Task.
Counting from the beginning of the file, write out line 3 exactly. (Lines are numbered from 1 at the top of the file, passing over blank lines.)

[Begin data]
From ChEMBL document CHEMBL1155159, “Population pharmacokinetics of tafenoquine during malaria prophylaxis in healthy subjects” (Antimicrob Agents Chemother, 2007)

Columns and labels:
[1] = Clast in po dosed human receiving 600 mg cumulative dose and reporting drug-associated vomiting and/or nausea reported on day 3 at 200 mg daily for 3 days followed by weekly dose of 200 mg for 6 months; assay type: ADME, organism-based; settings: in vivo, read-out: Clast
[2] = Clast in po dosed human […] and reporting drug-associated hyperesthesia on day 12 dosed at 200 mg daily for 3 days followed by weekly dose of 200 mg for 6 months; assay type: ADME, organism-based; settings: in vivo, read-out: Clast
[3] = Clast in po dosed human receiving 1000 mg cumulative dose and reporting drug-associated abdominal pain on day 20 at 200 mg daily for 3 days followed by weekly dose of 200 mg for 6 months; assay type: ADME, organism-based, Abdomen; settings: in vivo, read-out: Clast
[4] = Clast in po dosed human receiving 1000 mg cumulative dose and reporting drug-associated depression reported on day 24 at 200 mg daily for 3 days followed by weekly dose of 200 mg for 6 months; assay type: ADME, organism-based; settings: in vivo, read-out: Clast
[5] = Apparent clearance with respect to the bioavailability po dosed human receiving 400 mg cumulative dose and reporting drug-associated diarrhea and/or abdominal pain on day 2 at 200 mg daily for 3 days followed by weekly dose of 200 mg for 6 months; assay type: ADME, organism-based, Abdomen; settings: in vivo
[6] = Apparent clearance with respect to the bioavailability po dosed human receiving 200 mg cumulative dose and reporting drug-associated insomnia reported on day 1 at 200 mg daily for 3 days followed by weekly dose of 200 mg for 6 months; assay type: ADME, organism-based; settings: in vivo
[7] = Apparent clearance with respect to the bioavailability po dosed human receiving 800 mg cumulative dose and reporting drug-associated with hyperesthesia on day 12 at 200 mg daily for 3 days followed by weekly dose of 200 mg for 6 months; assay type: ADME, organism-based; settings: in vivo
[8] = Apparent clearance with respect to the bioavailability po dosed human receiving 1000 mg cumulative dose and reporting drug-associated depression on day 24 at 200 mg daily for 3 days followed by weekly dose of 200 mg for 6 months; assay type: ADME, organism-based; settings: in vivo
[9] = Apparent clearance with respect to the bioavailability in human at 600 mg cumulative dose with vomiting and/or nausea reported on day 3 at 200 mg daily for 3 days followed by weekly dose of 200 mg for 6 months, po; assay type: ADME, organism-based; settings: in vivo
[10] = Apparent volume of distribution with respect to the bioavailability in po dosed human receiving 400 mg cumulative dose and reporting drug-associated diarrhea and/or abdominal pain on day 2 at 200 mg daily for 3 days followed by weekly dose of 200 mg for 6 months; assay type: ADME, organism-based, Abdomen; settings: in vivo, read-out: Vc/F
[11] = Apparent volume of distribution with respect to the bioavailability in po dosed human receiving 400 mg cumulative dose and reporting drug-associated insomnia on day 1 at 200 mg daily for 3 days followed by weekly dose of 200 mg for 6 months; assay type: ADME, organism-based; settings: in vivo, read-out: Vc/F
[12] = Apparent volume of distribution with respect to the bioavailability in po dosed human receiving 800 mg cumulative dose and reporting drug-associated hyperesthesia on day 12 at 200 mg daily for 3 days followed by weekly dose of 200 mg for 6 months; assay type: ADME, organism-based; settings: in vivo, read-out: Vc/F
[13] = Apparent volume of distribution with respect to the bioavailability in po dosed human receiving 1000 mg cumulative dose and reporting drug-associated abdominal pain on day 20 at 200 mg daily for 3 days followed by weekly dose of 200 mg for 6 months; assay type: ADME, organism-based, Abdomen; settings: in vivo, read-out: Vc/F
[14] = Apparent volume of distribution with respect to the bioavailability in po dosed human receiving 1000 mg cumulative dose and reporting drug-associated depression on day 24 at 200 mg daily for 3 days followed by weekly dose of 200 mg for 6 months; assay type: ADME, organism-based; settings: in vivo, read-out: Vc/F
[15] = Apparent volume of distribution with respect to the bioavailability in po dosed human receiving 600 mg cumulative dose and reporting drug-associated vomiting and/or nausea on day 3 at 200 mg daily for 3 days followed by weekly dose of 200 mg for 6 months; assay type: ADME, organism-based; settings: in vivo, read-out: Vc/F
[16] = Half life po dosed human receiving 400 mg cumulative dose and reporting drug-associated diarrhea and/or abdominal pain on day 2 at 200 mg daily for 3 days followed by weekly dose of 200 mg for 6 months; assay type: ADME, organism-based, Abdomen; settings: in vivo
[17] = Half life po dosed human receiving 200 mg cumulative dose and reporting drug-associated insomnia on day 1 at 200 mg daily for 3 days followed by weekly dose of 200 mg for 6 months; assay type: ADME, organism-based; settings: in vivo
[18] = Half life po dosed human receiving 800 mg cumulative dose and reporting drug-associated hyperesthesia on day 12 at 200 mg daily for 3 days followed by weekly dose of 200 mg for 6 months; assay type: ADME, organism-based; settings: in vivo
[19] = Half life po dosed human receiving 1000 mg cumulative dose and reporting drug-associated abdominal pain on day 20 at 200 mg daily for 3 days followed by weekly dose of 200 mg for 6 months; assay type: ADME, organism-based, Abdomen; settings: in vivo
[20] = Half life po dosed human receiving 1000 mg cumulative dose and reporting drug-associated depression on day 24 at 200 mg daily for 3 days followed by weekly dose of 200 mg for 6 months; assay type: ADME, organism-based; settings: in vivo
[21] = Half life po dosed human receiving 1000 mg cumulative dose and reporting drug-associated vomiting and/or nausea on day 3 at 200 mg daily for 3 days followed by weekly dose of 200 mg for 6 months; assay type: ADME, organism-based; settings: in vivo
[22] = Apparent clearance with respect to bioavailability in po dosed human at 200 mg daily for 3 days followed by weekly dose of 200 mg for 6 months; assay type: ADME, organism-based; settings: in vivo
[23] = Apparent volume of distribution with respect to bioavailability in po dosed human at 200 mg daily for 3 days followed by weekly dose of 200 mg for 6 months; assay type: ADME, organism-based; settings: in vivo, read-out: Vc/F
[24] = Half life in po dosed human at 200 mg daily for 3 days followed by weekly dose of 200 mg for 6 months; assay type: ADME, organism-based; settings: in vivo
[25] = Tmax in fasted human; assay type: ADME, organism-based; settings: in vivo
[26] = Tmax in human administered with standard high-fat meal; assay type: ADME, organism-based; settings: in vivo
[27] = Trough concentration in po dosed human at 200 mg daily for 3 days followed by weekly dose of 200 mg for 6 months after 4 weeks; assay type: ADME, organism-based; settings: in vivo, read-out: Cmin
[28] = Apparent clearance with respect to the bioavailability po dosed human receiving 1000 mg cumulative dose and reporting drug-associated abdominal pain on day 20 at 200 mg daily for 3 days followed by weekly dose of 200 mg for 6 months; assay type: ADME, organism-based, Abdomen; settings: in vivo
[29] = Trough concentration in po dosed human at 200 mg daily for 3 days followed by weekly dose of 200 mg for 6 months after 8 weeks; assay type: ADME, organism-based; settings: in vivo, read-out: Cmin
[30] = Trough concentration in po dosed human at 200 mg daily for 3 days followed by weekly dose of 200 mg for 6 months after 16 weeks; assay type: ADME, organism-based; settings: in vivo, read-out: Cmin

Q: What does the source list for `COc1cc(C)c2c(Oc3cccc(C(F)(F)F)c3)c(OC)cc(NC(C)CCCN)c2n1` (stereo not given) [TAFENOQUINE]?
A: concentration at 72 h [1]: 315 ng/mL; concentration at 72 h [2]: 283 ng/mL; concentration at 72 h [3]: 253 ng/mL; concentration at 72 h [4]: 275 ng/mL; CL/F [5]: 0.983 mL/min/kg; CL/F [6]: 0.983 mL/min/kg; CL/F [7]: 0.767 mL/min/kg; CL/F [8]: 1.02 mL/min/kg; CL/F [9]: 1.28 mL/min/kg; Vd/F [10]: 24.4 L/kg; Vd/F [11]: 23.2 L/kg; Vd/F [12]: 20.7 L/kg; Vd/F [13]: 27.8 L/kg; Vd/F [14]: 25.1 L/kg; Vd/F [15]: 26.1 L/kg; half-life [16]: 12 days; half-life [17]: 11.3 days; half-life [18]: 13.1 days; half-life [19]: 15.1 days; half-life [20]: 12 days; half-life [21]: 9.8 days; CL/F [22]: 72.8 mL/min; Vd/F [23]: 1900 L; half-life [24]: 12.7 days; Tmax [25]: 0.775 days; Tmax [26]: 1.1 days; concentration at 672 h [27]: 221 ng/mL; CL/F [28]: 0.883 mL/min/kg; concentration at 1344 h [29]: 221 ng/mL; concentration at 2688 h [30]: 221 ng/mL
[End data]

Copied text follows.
[1] = Clast in po dosed human receiving 600 mg cumulative dose and reporting drug-associated vomiting and/or nausea reported on day 3 at 200 mg daily for 3 days followed by weekly dose of 200 mg for 6 months; assay type: ADME, organism-based; settings: in vivo, read-out: Clast